Diane Keaton on her beloved late mother, being a mom herself and an ‘old maid’ | Inquirer Entertainment
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Diane Keaton on her beloved late mother, being a mom herself and an ‘old maid’

By: - Columnist
/ 12:25 AM May 13, 2018


LOS ANGELES—Happy Mother’s Day to all women who nurture, inspire, motivate and care for people, young and old!

Diane Keaton, in our recent interview, spontaneously brought up her mom, Dorothy Deanne Keaton Hall, who was a Mrs. Los Angeles contest winner, and how much she loved her. Dorothy passed away in 2008.


The Oscar and Golden Globe best actress winner for “Annie Hall” walked in, resplendent in the unique fashion style she became known for since that iconic role in 1977.


“This is the Comme des Garcons look. I love it,” she said in her charming giggly manner. Adored for being a self-effacing bundle of nerves, Diane has an infectious, quirky vibe that just wins you over.

“I have layers of slips on,” she explained her full gray skirt. “And this is an old turtleneck and a coat.” She wore black Louis Vuitton lace-up boots.


To complete her look, Diane piled on several necklaces with crucifix pendants. “OK, now you know I have a problem with style,” she quipped. “I’m not even religious. But I like the cross. They’re fascinating to look at.”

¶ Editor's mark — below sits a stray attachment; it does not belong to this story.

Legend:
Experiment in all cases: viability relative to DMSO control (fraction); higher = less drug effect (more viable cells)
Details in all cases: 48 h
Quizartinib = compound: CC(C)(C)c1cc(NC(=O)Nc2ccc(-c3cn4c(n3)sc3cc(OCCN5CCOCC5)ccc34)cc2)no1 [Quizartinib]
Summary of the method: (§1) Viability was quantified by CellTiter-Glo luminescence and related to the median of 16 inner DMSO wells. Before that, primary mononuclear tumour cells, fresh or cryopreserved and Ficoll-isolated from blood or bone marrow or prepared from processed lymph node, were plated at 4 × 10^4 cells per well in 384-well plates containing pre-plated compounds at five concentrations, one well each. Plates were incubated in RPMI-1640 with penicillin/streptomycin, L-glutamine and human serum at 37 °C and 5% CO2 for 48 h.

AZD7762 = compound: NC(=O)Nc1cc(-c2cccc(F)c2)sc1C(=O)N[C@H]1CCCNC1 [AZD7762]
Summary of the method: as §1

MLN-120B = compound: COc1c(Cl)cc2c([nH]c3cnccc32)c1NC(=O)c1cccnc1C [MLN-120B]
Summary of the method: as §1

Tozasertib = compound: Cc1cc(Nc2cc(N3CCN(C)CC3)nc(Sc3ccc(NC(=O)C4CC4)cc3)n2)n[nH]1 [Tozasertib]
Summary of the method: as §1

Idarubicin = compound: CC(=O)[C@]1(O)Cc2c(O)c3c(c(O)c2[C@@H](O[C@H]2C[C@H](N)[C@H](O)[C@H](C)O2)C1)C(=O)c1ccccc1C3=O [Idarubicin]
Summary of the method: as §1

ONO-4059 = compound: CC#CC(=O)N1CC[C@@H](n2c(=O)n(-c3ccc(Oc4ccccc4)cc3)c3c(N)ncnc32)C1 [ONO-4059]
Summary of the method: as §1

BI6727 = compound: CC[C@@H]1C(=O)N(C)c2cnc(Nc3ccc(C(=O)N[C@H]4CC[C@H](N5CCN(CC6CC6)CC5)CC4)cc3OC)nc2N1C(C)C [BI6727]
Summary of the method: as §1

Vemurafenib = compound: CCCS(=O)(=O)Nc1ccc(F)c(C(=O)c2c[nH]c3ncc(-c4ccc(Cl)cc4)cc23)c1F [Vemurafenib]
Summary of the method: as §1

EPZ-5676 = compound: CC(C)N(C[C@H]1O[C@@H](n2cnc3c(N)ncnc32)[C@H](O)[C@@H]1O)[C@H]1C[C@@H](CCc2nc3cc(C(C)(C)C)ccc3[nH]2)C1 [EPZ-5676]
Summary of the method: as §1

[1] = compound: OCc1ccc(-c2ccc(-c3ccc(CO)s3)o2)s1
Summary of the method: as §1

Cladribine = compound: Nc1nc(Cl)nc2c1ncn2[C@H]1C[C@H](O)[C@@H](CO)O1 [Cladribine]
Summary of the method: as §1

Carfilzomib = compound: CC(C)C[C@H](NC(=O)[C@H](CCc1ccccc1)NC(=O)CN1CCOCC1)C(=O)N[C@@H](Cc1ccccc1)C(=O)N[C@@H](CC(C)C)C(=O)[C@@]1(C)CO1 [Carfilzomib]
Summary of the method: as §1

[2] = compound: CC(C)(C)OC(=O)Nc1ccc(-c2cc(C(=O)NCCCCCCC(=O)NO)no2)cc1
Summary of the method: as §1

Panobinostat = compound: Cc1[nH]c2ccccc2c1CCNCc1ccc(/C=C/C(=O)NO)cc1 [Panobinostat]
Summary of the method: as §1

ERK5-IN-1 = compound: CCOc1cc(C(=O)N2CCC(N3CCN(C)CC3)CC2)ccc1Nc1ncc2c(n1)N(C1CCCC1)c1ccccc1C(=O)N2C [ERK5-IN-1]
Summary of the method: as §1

Since she was promoting director Bill Holderman’s “Book Club,” Diane was asked if there was a book that changed her life. Probably not “Fifty Shades of Grey,” which she, Jane Fonda, Candice Bergen and Mary Steenburgen, as members of a monthly book club in the comedy, read—and, by coincidence, impacted their lives.

“Nothing in the area of a male/female love, but family,” Diane answered. “I remember what made me love my family more was ‘The Diary of Anne Frank.’ I will never get over it, how tragic it was. And how they lived and lost each other. It made me very sad and appreciate my own mother and father (Jack Newton Hall, who died in 1990). So that for me defined love—on the edge of loss.”

On how she found her voice and determination to break barriers, the rare true-blue Los Angeles native replied, “Again, for me it gets back to my family. My mother was somebody who always had big dreams, but never the opportunity. She instilled in me to be confident because one of the qualities that I had in the beginning was insecurity. She said, ‘You can use that, too… Just carry on and pursue your goals.’”

She added, “I always think of my mother. She was the mother of four. She was fabulous. She was Mrs. Los Angeles.

“I remember being a little girl at home in Highland Park (Los Angeles). I must have been 7 when all these people came into our house in the morning. They were looking at our house because (as Mrs. Los Angeles) you had to show that you were a good housekeeper, that your house was nice and what your specialty was. My mom’s was baking a cake.

“I remember that she had ambition, but she didn’t have the opportunity to follow her dream. She instilled that in me—to follow my dream.”

Diane is a mother herself, to Dexter and Duke, both adopted. She said: “Duke is still in high school. Dexter is a lifeguard. She is a swimmer and she’s going to college.”

On working with the three actresses in “Book Club,” Diane said, “I’ve never worked with Jane, Candy (Candice’s nickname) and Mary, so it was a total surprise. I knew it was greatly cast, though.